There’s something delightfully wicked about The Witch


Something wicked this way comes with 2016’s The Witch, one of the earliest of the indie horror genre. With a lot of build-up, regular horror buffs are looking forward to the critically-acclaimed piece. From Rotten Tomatoes to Metacritic, people are raving about this unconventional horror film.

It starts with a seemingly content family in 1600’s England, experiencing a sort of “beginning of the end” feeling of doom, especially with the loss of their infant son when he goes missing under the eldest sister’s care. Things only get worse as the crops keep dying and the livestock becomes afflicted as the family is slowly torn apart, blaming each other for these odd happenings. What’s most striking about the movie is the way it presents an almost realistic interpretation of a Brothers’ Grimm type story.

Director Robert Eggers cut his teeth as a production designer before directing a few shorts here and there. The Witch (2016) comes as his feature directorial debut and it’s going to be the film that puts him on the radar, especially as far as indie films go. Stars like Anya Taylor-Joy are getting a leg up in their careers thanks to this movie, and she was absolutely outstanding in this film.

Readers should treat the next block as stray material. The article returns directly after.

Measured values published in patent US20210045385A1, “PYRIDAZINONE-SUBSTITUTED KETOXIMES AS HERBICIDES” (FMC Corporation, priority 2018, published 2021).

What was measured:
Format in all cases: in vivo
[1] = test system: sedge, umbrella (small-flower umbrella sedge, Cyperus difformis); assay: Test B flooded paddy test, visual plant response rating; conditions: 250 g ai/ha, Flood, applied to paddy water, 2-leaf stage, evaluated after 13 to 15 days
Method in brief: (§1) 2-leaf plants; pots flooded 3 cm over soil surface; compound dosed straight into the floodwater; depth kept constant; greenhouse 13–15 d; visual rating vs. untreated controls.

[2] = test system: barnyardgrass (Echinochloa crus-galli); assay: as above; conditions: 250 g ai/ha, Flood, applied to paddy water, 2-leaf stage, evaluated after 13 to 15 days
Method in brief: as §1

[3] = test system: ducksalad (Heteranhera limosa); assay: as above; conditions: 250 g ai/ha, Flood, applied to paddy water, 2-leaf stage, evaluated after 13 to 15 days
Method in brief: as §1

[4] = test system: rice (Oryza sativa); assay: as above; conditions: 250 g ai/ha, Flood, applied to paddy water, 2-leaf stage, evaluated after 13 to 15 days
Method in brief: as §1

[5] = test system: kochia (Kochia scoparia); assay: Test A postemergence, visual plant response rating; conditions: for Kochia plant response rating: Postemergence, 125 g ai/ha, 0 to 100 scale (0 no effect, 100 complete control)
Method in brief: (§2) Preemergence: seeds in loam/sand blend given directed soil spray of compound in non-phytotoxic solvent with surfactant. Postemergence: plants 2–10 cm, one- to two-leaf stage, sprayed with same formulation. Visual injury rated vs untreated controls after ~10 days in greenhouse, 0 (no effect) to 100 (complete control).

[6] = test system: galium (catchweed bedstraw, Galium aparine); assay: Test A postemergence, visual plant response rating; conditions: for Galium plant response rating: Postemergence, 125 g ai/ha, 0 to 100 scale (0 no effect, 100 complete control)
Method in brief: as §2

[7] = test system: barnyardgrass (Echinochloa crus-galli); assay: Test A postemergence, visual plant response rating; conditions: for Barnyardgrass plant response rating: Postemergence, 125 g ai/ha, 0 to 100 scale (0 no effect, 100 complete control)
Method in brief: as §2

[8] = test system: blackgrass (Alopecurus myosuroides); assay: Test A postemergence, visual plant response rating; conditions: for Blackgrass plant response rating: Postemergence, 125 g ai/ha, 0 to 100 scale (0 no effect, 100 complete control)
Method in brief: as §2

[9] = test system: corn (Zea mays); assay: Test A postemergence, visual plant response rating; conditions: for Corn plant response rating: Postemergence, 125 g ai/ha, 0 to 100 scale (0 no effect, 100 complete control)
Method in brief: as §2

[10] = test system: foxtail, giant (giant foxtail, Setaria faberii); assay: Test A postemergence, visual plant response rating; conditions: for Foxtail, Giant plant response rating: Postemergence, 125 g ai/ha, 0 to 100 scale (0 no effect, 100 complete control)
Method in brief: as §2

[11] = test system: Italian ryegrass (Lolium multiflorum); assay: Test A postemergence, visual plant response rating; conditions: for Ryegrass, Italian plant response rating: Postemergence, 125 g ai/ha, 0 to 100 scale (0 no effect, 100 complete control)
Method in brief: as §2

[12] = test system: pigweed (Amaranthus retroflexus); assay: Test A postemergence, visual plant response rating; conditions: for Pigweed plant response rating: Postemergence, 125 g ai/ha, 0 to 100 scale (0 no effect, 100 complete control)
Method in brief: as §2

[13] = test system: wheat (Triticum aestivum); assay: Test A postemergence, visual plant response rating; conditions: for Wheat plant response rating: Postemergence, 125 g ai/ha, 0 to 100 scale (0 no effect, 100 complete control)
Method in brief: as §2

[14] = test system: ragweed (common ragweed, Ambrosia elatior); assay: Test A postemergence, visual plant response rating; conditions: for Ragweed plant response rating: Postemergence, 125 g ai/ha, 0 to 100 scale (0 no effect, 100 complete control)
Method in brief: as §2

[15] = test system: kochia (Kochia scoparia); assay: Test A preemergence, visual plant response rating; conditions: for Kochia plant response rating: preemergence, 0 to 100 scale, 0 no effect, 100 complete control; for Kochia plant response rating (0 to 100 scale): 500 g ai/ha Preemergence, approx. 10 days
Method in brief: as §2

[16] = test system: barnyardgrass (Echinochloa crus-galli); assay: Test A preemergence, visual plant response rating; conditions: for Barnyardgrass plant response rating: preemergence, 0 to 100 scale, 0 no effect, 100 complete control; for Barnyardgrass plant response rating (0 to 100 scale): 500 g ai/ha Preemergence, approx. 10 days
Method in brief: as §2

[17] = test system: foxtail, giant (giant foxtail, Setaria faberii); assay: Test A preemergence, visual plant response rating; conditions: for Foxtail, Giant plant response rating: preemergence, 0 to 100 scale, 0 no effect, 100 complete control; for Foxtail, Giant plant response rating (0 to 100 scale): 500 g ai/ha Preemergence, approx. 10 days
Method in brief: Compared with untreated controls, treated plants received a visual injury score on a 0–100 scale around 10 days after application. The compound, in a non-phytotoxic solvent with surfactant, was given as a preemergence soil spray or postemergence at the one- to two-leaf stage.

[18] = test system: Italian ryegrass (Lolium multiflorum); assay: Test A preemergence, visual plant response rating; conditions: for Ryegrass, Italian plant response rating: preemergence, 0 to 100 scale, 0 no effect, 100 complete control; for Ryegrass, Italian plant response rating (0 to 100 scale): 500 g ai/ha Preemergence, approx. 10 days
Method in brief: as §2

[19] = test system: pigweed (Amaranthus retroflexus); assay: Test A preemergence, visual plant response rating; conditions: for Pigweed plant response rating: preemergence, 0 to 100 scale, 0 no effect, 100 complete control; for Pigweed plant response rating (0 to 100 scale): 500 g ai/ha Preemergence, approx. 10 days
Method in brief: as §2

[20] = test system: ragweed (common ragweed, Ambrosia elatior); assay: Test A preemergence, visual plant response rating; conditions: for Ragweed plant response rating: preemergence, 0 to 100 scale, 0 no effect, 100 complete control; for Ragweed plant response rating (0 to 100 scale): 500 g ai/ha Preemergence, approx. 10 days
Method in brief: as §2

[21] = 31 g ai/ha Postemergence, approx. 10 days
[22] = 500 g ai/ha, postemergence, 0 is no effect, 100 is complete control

Following a traditional technique that’s been long-forgotten in the horror film genre, The Witch (2016) relies on atmosphere and sound design rather than cheap pop-out scares (that really only serve to make you feel awful for a few seconds rather than inspire any genuine terror). While I wouldn’t say that this movie is as blatantly terrifying as popular horror films like Jaws (1975) and The Exorcist (1973), it’s certainly creepy and there are scenes that are pregnant with an underlying tension.

The vague use of imagery is also commendable, especially when it involves the creepiest looking rabbit I’ve seen since Donnie Darko (2001) and Watership Down (1978). When you see those pale eyes, you know something’s about to go down. They also make good use of what I’m slowly deciding is the creepiest farm animal ever to live: the goat. There are a lot of satanic references or implications each time you match those odd eyes of theirs.

It’s interesting how this movie skirts the line between psychological interpretation and supernatural themes at the beginning. As the film progresses, your mind is either changed or your suspicions confirmed. Given that it’s a horror movie, it’s probably going to be the latter. All in all, there’s a damn good reason why people are talking about this movie. For the patient viewer, it’s a great flick. If you need constant images of monsters or action happening consistently, this isn’t for you. It’s a far cry from a teen slasher flick but it’s not a pretentious romp either, it balances the artistry and giving the viewer what they want – and certainly not what they expect.

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